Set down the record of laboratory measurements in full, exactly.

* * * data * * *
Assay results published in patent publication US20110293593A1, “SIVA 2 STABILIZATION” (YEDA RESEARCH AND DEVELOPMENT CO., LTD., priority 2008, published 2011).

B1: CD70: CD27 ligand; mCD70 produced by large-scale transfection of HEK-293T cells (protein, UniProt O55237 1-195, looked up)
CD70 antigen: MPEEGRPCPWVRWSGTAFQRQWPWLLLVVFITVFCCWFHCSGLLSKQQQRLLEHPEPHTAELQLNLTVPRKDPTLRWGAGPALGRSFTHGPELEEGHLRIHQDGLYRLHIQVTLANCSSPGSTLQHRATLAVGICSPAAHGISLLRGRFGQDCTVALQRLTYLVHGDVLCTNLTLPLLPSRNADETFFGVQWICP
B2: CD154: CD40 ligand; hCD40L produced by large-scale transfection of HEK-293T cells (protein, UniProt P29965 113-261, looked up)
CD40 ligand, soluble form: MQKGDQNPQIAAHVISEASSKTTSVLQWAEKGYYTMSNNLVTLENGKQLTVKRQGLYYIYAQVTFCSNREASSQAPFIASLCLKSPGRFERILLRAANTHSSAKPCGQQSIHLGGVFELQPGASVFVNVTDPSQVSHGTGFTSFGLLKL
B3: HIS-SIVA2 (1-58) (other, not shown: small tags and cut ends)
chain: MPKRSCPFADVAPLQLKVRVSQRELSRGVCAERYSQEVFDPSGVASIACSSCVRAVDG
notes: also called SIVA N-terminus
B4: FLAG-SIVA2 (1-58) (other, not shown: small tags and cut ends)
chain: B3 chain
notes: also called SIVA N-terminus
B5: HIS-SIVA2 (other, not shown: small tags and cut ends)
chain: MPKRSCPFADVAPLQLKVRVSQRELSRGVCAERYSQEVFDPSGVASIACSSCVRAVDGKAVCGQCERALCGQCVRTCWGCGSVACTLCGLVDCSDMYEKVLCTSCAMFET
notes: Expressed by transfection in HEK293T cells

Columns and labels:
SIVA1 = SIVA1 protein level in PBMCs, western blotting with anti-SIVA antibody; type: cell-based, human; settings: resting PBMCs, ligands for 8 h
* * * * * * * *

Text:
Assay results published in patent publication US20110293593A1, “SIVA 2 STABILIZATION” (YEDA RESEARCH AND DEVELOPMENT CO., LTD., priority 2008, published 2011).

B1: CD70: CD27 ligand; mCD70 produced by large-scale transfection of HEK-293T cells (protein, UniProt O55237 1-195, looked up)
CD70 antigen: MPEEGRPCPWVRWSGTAFQRQWPWLLLVVFITVFCCWFHCSGLLSKQQQRLLEHPEPHTAELQLNLTVPRKDPTLRWGAGPALGRSFTHGPELEEGHLRIHQDGLYRLHIQVTLANCSSPGSTLQHRATLAVGICSPAAHGISLLRGRFGQDCTVALQRLTYLVHGDVLCTNLTLPLLPSRNADETFFGVQWICP
B2: CD154: CD40 ligand; hCD40L produced by large-scale transfection of HEK-293T cells (protein, UniProt P29965 113-261, looked up)
CD40 ligand, soluble form: MQKGDQNPQIAAHVISEASSKTTSVLQWAEKGYYTMSNNLVTLENGKQLTVKRQGLYYIYAQVTFCSNREASSQAPFIASLCLKSPGRFERILLRAANTHSSAKPCGQQSIHLGGVFELQPGASVFVNVTDPSQVSHGTGFTSFGLLKL
B3: HIS-SIVA2 (1-58) (other, not shown: small tags and cut ends)
chain: MPKRSCPFADVAPLQLKVRVSQRELSRGVCAERYSQEVFDPSGVASIACSSCVRAVDG
notes: also called SIVA N-terminus
B4: FLAG-SIVA2 (1-58) (other, not shown: small tags and cut ends)
chain: B3 chain
notes: also called SIVA N-terminus
B5: HIS-SIVA2 (other, not shown: small tags and cut ends)
chain: MPKRSCPFADVAPLQLKVRVSQRELSRGVCAERYSQEVFDPSGVASIACSSCVRAVDGKAVCGQCERALCGQCVRTCWGCGSVACTLCGLVDCSDMYEKVLCTSCAMFET
notes: Expressed by transfection in HEK293T cells

Columns and labels:
SIVA1 = SIVA1 protein level in PBMCs, western blotting with anti-SIVA antibody; type: cell-based, human; settings: resting PBMCs, ligands for 8 h